At your annual doctor's checkup, you hop up on the exam table and bare your
You 'fess up about how much alcohol you consume, how many times you smoked
last week, the herbal supplements you pop, or the fact that you're battling
depression or are anxious about job layoffs at the office. Maybe you tell her
you're worried about your 401K rebounding in time for retirement, or your
recent new sexual partners.
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No? Isn't everyone sharing this level of information with their doctor?
Apparently not. And that hush-hush attitude may be risky.
Why You're Not Telling
“People often don't share with their doctors aspects of dysfunction in their
lives because it's embarrassing and creates a great level of discomfort," says
Bernard Kaminetsky, MD, FACP, the medical director of MDVIP, a group of
boutique medicine doctors headquartered in Boca Raton, Fla. “You're not
going to share unless you have a very trusting relationship with your
Patients withhold information from their doctors for a variety of reasons.
Often they just don't think their marital problems, anxiety, or worries are
fodder for their cholesterol checkup. Or they're embarrassed to bring up touchy
topics like sex or bathroom problems like incontinence or constipation.
Others may skip information that they don't think is important. And there's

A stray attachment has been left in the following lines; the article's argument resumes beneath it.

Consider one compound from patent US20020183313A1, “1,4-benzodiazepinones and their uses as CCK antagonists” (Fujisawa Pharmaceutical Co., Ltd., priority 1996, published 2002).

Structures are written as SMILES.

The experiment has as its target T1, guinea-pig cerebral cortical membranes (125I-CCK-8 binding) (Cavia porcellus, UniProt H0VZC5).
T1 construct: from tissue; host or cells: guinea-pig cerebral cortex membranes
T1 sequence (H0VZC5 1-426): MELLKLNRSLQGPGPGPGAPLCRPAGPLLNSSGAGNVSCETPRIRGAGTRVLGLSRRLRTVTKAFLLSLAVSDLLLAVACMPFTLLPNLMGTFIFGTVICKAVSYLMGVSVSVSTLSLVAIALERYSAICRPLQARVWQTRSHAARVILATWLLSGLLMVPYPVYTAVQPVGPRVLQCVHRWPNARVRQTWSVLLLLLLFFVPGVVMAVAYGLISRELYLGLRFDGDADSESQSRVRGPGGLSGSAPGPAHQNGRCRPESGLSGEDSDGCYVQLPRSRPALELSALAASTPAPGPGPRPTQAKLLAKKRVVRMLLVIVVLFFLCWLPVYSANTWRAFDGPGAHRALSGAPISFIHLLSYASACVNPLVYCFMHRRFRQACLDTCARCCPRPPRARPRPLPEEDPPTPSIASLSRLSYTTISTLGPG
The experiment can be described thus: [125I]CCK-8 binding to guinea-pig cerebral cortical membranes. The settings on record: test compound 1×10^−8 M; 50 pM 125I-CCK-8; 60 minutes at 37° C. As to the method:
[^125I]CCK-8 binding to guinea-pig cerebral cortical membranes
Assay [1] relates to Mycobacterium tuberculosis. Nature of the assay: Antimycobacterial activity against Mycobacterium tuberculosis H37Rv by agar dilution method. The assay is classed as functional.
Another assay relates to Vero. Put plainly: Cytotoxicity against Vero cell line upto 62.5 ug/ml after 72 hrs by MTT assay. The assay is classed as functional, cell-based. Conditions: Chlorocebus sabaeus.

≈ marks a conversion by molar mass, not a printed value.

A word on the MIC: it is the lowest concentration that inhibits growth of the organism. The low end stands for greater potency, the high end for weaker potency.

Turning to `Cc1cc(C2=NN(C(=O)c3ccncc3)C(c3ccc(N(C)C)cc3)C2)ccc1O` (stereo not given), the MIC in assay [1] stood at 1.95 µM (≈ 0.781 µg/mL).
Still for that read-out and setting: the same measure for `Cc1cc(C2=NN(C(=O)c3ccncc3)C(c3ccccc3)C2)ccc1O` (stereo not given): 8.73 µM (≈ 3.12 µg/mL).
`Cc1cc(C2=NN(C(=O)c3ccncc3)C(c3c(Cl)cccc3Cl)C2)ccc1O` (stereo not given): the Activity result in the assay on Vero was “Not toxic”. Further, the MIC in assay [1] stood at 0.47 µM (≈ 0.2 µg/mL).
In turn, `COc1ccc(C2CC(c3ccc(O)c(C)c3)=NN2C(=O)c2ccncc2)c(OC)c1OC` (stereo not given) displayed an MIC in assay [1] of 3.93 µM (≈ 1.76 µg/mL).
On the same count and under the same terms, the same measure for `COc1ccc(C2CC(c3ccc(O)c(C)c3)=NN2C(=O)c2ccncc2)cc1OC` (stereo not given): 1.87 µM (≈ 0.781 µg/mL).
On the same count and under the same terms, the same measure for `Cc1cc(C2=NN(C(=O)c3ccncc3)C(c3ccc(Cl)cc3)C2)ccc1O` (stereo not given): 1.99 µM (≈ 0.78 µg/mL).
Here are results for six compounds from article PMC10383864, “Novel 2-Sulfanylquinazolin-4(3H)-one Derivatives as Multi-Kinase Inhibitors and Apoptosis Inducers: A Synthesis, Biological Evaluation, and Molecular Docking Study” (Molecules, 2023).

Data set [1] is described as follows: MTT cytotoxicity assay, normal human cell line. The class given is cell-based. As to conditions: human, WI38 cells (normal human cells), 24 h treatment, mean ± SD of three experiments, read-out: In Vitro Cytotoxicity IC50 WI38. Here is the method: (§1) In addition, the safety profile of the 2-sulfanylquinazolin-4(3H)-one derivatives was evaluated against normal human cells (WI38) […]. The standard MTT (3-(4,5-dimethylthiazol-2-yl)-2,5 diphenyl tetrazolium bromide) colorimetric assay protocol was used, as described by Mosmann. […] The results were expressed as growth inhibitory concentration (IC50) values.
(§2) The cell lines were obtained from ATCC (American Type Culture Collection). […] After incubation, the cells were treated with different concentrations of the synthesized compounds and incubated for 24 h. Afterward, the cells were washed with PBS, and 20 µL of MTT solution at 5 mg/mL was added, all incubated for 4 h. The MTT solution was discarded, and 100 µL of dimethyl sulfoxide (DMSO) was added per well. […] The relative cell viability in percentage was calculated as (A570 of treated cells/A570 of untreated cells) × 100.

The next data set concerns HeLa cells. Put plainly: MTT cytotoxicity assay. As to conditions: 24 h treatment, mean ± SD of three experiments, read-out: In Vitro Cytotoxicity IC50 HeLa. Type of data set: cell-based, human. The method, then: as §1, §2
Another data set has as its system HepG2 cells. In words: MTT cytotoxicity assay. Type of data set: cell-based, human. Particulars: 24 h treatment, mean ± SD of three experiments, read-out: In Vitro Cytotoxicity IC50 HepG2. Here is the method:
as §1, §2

not much time during a checkup to tell all.
But not telling could spell trouble -- even if you'd rather not admit to an
inconvenient truth or two.
Everything from your stress to your sexual history to your use of
supplements can affect your health and should be disclosed to your doctor.
Here are the top eight secrets you keep from your doctor and why you should
1. Use of Over-the-Counter (OTC) Medicines, Herbal Supplements, and Vitamins
You may think the doctor will look down her nose at certain herbs and
supplements, but you need to tell her exactly what you take.
Some supplements and OTC products may not mix well with prescription
medicines you've been prescribed and could cause a reaction. Patients can even
have specific conditions for which they shouldn't take an OTC medicine.
For instance, Kaminetsky says people with liver disease should use
acetaminophen sparingly if at all. Likewise, certain weight loss supplements
could have cardiac implications for someone with heart disease.
And "natural" does not always mean "safe," according to the web site
for the National Center for Complementary and Alternative Medicine (NCCAM).
"For example, the herbs comfrey and kava can cause serious harm to the liver,"
states NCCAM's web site.
Vitamins and minerals are also something your doctor needs to know about.
High doses can be risky; for instance, too much selenium can cause
gastrointestinal upset, hair loss, fatigue, irritability, and mild nerve
damage, according to the National Institutes of Health's Office of Dietary